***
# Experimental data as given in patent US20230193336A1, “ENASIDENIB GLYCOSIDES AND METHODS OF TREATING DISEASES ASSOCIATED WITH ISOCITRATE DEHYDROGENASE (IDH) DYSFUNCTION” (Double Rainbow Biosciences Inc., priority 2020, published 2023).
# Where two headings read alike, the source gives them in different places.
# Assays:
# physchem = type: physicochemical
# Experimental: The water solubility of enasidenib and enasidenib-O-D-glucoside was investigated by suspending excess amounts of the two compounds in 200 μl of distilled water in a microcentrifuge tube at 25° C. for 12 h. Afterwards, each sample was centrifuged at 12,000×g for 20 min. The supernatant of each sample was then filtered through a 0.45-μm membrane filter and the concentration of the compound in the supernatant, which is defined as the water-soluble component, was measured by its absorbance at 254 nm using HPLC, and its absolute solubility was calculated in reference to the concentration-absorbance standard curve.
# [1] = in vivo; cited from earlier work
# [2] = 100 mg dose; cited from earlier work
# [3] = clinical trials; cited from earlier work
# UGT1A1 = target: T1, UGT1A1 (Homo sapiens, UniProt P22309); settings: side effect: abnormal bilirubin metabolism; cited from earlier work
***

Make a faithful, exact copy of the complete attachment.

# Experimental data as given in patent US20230193336A1, “ENASIDENIB GLYCOSIDES AND METHODS OF TREATING DISEASES ASSOCIATED WITH ISOCITRATE DEHYDROGENASE (IDH) DYSFUNCTION” (Double Rainbow Biosciences Inc., priority 2020, published 2023).
# Where two headings read alike, the source gives them in different places.
# Assays:
# physchem = type: physicochemical
# Experimental: The water solubility of enasidenib and enasidenib-O-D-glucoside was investigated by suspending excess amounts of the two compounds in 200 μl of distilled water in a microcentrifuge tube at 25° C. for 12 h. Afterwards, each sample was centrifuged at 12,000×g for 20 min. The supernatant of each sample was then filtered through a 0.45-μm membrane filter and the concentration of the compound in the supernatant, which is defined as the water-soluble component, was measured by its absorbance at 254 nm using HPLC, and its absolute solubility was calculated in reference to the concentration-absorbance standard curve.
# [1] = in vivo; cited from earlier work
# [2] = 100 mg dose; cited from earlier work
# [3] = clinical trials; cited from earlier work
# UGT1A1 = target: T1, UGT1A1 (Homo sapiens, UniProt P22309); settings: side effect: abnormal bilirubin metabolism; cited from earlier work